There is a legend that every time a data set is released into the open, somewhere dies a black swan
The Promise of Open Risk Data
Well, it is not a true legend. Legends take centuries of oral storytelling to form. In our frantic age, dominated by the daily news cycle and viral twitter storms, legends have been replaced by the rather more short-lived memes and #hashtags.
Black Swans need no introductions
The whole informal theory of black swans concerns improbable events (low likelihood events) that come as a nasty surprise and have large impact. The concept took the world by storm after the financial crisis and there are certainly more than a few nuggets of truth in it. Yet in terms of capturing the factors behind recurrent risk management disasters, black swan theory might be less relevant for many of the most typical financial / economy related events.
There are always irreducible, unknown-unknowns that can hit the financial system with a-priory unknown probabilities and impact. But a much more actionable issue is, much more often than not, the knowable-but-unknown unknowns.
Knowable but not known
When a risk factor is knowable but not actually known, it means the risk was potentially preventable with the right information. For example:
- The Enron style collapse of a blue chip company was not a black swan, it was accounting fraud (false information)
- The Lehman Brothers style collapse of financial services intermediary was not a black swan, it was excessive and under-reported risk taking (missing and/or ignored information)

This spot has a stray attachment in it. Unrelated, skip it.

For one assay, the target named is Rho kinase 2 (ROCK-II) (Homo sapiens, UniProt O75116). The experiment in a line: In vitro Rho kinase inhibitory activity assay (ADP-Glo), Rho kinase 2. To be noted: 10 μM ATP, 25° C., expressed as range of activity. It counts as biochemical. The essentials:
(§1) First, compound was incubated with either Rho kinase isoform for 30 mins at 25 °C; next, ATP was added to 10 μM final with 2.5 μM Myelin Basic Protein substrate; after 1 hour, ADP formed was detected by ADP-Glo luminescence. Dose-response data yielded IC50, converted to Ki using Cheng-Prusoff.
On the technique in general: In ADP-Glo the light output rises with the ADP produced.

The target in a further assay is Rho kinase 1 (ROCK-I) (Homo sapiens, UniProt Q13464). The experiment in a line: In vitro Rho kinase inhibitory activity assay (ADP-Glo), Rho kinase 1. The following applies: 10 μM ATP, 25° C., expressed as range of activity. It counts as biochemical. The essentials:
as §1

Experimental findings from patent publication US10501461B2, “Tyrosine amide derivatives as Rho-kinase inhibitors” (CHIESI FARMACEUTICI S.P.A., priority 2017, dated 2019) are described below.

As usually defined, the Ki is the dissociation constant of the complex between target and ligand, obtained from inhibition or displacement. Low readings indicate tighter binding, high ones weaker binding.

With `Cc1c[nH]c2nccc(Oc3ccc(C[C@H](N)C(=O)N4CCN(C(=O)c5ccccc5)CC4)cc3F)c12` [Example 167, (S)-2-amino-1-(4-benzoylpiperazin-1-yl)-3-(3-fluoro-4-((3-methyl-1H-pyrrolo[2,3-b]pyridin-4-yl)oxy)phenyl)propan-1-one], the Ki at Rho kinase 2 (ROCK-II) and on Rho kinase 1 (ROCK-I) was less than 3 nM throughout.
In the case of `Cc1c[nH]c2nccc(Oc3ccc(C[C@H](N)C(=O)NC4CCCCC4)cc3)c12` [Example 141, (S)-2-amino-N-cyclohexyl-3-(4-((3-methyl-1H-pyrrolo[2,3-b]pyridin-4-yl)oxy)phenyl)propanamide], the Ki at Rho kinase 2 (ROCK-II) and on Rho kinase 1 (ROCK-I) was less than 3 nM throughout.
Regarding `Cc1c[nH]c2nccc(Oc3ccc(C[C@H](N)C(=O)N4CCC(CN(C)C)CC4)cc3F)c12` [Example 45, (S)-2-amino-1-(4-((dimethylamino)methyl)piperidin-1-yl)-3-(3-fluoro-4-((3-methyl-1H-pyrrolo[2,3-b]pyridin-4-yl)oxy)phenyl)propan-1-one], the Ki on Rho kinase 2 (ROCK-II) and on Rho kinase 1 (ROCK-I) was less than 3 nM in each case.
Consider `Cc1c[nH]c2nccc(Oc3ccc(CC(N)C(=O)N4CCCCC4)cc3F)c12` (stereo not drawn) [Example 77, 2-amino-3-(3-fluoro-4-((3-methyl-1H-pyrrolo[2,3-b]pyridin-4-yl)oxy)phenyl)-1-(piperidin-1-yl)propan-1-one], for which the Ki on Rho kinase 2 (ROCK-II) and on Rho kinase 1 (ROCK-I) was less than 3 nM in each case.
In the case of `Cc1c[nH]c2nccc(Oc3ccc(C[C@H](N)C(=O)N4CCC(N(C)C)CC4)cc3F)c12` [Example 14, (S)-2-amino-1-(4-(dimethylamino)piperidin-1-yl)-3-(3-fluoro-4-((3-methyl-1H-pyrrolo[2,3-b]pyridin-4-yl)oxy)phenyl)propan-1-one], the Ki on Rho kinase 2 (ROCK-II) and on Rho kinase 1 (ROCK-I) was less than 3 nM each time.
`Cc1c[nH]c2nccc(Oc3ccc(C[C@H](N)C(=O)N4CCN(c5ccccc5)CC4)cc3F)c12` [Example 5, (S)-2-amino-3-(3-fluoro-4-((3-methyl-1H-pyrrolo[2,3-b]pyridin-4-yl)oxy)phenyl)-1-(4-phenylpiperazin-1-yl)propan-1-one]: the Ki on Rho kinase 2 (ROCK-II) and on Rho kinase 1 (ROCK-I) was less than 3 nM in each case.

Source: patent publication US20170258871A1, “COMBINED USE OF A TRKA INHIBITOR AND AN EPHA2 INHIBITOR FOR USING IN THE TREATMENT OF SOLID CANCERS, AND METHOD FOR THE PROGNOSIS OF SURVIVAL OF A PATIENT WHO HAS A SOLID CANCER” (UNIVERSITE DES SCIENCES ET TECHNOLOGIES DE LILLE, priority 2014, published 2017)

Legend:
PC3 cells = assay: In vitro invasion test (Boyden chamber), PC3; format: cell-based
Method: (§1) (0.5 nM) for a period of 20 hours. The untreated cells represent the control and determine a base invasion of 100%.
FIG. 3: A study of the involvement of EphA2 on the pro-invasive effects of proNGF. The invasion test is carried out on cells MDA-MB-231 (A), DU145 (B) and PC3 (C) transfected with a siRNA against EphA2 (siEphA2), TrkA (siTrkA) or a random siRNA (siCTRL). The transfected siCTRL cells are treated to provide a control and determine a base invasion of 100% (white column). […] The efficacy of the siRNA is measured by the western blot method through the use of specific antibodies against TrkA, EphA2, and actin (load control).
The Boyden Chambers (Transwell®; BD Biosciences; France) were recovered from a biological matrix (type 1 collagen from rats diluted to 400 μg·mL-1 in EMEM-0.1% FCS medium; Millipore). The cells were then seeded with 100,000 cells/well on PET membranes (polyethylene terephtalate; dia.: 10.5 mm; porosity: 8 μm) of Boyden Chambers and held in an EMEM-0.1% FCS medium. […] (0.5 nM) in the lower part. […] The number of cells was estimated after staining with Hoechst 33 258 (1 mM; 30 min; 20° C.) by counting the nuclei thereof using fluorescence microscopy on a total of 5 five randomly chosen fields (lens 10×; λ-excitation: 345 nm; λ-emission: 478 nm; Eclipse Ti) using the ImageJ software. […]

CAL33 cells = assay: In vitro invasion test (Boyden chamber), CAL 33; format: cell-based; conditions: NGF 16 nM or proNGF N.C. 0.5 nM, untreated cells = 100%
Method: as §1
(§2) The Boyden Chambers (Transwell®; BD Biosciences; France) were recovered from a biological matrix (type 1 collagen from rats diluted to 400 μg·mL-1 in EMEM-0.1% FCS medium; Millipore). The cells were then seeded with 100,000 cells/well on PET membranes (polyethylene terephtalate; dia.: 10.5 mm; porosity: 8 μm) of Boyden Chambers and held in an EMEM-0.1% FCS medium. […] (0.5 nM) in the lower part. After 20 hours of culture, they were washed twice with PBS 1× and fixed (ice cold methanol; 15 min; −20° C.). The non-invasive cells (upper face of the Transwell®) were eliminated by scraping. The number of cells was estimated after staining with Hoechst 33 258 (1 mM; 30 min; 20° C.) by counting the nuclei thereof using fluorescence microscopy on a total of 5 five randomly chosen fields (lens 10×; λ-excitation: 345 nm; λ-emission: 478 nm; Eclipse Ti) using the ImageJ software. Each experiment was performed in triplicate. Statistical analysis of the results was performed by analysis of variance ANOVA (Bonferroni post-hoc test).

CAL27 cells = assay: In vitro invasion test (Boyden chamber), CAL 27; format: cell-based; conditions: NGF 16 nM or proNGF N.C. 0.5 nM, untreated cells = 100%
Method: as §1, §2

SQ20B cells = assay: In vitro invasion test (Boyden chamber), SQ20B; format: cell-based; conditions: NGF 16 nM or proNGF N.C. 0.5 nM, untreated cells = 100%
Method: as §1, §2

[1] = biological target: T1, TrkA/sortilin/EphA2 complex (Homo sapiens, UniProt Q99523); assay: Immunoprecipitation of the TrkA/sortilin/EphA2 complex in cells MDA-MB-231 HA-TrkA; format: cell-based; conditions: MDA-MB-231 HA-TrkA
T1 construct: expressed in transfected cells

- The collapse of liquidity in securitisation markets was not a black swan, it was investors realizing they actually had very limited information about their positions (missing and/or false information)
- The Greek style sudden default of a sovereign was not a black swan, it followed creative obfuscation of public finances (false information)
- The bursting of a speculative real estate bubble is not a black swan. It is the re-assertion of housing market fundamentals that are usually available for all to see (ignored information)
In all these examples (and the list can go on and on ;) the risk factor is not a mystery at all. Or rather, it is a manufactured mystery, namely
People, intentionally or unintentionally, hide, falsify or ignore, information produced by other people
Understandably it is more comforting to invoke mysterious black swans to explain information management failure and this has been part of the allure of the black swan meme. But the more appropriate label for these recurring financial accidents would be
“black swans of our own design”
Yet just as easily as the creation of black boxes increases the possibility of manufactured black swans, so does the production and/or dissemination (opening up) of relevant information reduce the likelihood of painful, self-inflicted, surprises. You can almost picture information as a potent solvent that turns black swans into white:
Now obviously not all information can be open! But between the extreme boundaries of full transparency and disclosure on the one hand and information trickling out only on a need-to-know basis on the other, lies a Goldilocks regime of fewer manufactured black swans.
It is entirely our collective choice where to balance the closed versus open information scale, and thus how many black swans to nurture
In practice the mitigating action is to ensure the widespread availability of good information that is relevant for risk management. There is a global movement for creating good data sets, in particular from the official sector, called Open Data. We need similarly a sub-category of data relevant for risk management, namely Open Risk Data.
Interested in the Open Risk Data concept? Check out the latest collection of relevant data sets in the Risk Manual